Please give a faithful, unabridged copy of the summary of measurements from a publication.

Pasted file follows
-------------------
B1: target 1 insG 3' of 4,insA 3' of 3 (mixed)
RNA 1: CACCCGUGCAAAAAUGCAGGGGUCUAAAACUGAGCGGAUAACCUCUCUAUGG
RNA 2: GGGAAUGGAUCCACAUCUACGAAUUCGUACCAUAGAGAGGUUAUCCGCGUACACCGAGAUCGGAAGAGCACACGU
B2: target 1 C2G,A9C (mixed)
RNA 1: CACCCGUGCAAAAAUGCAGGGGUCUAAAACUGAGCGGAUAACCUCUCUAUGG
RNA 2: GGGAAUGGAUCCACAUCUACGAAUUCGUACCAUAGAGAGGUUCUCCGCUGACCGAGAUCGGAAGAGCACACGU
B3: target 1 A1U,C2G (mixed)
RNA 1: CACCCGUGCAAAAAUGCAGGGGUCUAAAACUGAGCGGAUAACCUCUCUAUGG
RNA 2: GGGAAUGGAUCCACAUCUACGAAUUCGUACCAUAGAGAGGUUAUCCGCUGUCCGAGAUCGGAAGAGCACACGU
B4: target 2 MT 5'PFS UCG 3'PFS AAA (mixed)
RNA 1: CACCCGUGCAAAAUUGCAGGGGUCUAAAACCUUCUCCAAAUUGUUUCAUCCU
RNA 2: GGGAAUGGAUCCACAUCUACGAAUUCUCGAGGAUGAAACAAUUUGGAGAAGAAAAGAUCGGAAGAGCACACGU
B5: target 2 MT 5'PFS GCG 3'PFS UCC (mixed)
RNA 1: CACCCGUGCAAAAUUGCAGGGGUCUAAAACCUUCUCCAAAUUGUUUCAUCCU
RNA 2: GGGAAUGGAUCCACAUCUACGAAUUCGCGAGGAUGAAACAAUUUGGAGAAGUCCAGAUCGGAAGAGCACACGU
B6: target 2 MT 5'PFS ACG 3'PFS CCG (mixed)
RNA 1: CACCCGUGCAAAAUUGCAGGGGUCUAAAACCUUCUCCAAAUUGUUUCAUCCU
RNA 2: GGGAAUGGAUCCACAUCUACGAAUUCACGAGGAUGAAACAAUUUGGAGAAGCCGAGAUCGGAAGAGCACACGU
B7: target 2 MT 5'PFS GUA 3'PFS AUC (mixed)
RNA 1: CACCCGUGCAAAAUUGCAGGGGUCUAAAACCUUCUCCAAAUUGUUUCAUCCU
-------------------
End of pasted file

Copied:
B1: target 1 insG 3' of 4,insA 3' of 3 (mixed)
RNA 1: CACCCGUGCAAAAAUGCAGGGGUCUAAAACUGAGCGGAUAACCUCUCUAUGG
RNA 2: GGGAAUGGAUCCACAUCUACGAAUUCGUACCAUAGAGAGGUUAUCCGCGUACACCGAGAUCGGAAGAGCACACGU
B2: target 1 C2G,A9C (mixed)
RNA 1: CACCCGUGCAAAAAUGCAGGGGUCUAAAACUGAGCGGAUAACCUCUCUAUGG
RNA 2: GGGAAUGGAUCCACAUCUACGAAUUCGUACCAUAGAGAGGUUCUCCGCUGACCGAGAUCGGAAGAGCACACGU
B3: target 1 A1U,C2G (mixed)
RNA 1: CACCCGUGCAAAAAUGCAGGGGUCUAAAACUGAGCGGAUAACCUCUCUAUGG
RNA 2: GGGAAUGGAUCCACAUCUACGAAUUCGUACCAUAGAGAGGUUAUCCGCUGUCCGAGAUCGGAAGAGCACACGU
B4: target 2 MT 5'PFS UCG 3'PFS AAA (mixed)
RNA 1: CACCCGUGCAAAAUUGCAGGGGUCUAAAACCUUCUCCAAAUUGUUUCAUCCU
RNA 2: GGGAAUGGAUCCACAUCUACGAAUUCUCGAGGAUGAAACAAUUUGGAGAAGAAAAGAUCGGAAGAGCACACGU
B5: target 2 MT 5'PFS GCG 3'PFS UCC (mixed)
RNA 1: CACCCGUGCAAAAUUGCAGGGGUCUAAAACCUUCUCCAAAUUGUUUCAUCCU
RNA 2: GGGAAUGGAUCCACAUCUACGAAUUCGCGAGGAUGAAACAAUUUGGAGAAGUCCAGAUCGGAAGAGCACACGU
B6: target 2 MT 5'PFS ACG 3'PFS CCG (mixed)
RNA 1: CACCCGUGCAAAAUUGCAGGGGUCUAAAACCUUCUCCAAAUUGUUUCAUCCU
RNA 2: GGGAAUGGAUCCACAUCUACGAAUUCACGAGGAUGAAACAAUUUGGAGAAGCCGAGAUCGGAAGAGCACACGU
B7: target 2 MT 5'PFS GUA 3'PFS AUC (mixed)
RNA 1: CACCCGUGCAAAAUUGCAGGGGUCUAAAACCUUCUCCAAAUUGUUUCAUCCU